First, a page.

Coast Guard delivers medical supplies, personnel to support Hurricane Matthew relief efforts

Crew members aboard an HC-130 Hercules airplane from Air Station Clearwater deliver medical supplies to Guantanamo Bay, Cuba, Thursday, Oct. 6, 2016 to support post Hurricane Matthew relief efforts. U.S. Coast Guard photo by Petty Officer 1st Class Michael De Nyse

Crew members aboard an HC-130 Hercules airplane from Air Station Clearwater deliver medical supplies to Guantanamo Bay, Cuba, Thursday, Oct. 6, 2016 to support post Hurricane Matthew relief efforts. U.S. Coast Guard photo by Petty Officer 1st Class Michael De Nyse

CLEARWATER, Fla. — Coast Guard crew members launched Thursday to transport personnel and supplies to support post Hurricane Matthew relief efforts in Great Inagua, Bahamas and various affected areas the storm passed.

“Our mission was two-fold,” said Cmdr. Mark Driver, HC-130 Hercules airplane pilot at Coast Guard  Air Station Clearwater. “First we took two helicopter crews to Great Inagua, Bahamas, to provide support for search a rescue operations. The second part of the mission was delivering Coast Guard medical personnel and supplies to Guantanamo Bay, Cuba, so they can join with the crew of the Coast Guard Cutter Hamilton in post Hurricane Matthew storm relief operations.”

The Hamilton is a 418-foot National Security Cutter homeported in South Carolina.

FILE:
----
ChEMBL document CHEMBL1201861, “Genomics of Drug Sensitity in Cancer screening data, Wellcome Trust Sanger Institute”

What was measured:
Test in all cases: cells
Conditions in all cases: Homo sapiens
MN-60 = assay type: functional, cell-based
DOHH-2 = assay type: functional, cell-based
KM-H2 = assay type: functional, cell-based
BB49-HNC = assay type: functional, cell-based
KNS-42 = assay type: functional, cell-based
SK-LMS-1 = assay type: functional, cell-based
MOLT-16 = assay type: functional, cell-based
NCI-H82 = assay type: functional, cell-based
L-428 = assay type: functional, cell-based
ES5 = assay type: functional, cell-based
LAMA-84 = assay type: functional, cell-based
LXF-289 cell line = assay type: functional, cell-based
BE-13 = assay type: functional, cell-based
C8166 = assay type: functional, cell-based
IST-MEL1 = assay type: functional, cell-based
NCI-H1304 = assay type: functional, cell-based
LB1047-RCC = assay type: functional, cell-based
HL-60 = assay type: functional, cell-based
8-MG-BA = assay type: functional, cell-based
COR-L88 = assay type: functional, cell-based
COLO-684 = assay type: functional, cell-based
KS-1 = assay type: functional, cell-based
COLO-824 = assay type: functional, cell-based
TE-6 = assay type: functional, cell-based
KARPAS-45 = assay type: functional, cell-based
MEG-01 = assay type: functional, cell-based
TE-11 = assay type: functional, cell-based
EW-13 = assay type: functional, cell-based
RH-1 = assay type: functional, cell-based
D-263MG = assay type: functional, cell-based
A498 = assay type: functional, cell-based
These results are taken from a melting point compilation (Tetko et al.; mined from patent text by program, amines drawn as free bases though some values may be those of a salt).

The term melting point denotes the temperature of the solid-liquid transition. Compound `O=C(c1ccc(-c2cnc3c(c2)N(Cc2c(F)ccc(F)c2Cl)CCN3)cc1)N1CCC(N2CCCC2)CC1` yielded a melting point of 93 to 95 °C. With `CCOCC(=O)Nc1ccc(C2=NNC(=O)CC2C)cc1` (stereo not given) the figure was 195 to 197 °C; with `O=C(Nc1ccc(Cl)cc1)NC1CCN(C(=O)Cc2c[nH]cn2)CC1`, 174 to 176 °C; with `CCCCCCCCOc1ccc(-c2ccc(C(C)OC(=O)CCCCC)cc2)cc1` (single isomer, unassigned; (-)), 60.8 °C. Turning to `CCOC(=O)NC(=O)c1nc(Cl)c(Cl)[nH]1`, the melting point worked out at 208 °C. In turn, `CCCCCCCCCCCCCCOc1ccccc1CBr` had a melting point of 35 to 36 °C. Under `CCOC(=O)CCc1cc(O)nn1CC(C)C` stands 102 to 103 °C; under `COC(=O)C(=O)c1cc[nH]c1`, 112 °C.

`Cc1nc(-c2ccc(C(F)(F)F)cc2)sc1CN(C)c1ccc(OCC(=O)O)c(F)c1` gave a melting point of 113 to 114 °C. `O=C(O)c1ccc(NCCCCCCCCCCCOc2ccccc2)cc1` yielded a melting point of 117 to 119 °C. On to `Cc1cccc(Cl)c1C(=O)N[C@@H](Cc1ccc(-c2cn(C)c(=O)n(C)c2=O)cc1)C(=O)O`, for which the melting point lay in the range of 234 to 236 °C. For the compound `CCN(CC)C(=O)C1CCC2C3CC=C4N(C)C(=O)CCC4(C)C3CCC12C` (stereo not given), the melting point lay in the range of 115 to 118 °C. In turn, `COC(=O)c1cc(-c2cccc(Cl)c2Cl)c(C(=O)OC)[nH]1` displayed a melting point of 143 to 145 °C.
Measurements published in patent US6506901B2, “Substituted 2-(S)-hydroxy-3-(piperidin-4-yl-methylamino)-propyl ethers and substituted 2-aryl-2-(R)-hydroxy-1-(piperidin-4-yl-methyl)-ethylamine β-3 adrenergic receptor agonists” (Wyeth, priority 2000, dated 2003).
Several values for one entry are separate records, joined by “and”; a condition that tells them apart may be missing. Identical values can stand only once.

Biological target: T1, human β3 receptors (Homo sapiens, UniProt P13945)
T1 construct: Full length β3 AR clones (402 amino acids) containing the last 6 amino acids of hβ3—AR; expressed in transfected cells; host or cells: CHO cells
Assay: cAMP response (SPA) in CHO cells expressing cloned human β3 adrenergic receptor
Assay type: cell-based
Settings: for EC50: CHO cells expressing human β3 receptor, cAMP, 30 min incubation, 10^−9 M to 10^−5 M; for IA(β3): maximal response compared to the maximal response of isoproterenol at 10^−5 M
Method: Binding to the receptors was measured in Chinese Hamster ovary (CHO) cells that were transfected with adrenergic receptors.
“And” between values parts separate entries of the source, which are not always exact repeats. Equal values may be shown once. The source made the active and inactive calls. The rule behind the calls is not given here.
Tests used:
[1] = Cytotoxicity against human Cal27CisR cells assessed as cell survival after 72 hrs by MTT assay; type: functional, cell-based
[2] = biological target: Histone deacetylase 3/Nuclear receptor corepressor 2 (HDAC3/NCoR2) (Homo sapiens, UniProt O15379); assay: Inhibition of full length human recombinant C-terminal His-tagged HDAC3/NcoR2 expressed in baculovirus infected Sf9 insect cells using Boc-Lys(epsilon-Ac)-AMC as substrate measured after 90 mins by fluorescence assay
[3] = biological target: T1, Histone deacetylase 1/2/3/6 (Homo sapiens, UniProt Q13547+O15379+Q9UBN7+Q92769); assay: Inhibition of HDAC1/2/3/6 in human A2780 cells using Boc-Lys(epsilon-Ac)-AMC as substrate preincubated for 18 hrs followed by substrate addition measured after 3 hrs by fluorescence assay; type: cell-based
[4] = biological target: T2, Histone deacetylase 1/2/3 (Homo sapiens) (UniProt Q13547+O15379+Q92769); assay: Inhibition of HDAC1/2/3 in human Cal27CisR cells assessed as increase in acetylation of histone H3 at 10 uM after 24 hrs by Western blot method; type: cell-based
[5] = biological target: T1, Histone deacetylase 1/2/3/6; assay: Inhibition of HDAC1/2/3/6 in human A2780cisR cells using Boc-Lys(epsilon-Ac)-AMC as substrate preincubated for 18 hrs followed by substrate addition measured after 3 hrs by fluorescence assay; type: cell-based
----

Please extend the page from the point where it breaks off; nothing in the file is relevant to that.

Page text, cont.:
The Coast Guard is warning the public of these important safety messages:

  • Stay off the water.  Local Coast Guard crews may not be available as storm conditions strengthen, meaning help could be delayed.  Boaters should heed weather watches, warnings and small craft advisories.
  • Evacuate as necessary.  If mandatory evacuations are set for an area, the public should evacuate without delay.  Coast Guard personnel and other emergency responders may not be able to evacuate or rescue those in danger during the storm.
  • Secure belongings.  Owners of large boats are urged to move their vessels to inland marinas where they will be less vulnerable to breaking free of their moorings or to sustaining damage.  Trailerable boats should be pulled from the water and stored in a place that is not prone to flooding.  Those who are leaving their boats in the water are reminded to remove EPIRBs and to secure life rings, lifejackets and small boats. These items, if not properly secured, can break free and require valuable search and rescue resources be diverted to ensure people are not in distress.
  • Stay clear of beaches. Wave heights and currents typically increase before a storm makes landfall. Even the best swimmers can fall victim to the strong waves and rip currents caused by hurricanes.  Swimmers should stay clear of beaches until local lifeguards and law enforcement officials say the water is safe.
  • Be prepared. Area residents should be prepared by developing a family plan, creating a disaster supply kit, having a place to go, securing their home and having a plan for pets. Information can be found at the National Hurricane Center’s webpage.
  • Stay informed. The public should monitor the progress and strength of the storm through local television, radio and Internet. Boaters can monitor its progress on VHF radio channel 16. Information can also be obtained on small craft advisories and warnings on VHF radio channel 16.

Information on how to prepare your boat or trailer for a hurricane can be found at the Coast Guard’s Storm Center webpage.

For information on Hurricane Matthew’s progress and hurricane preparedness, please visit the National Hurricane Center’s webpage.

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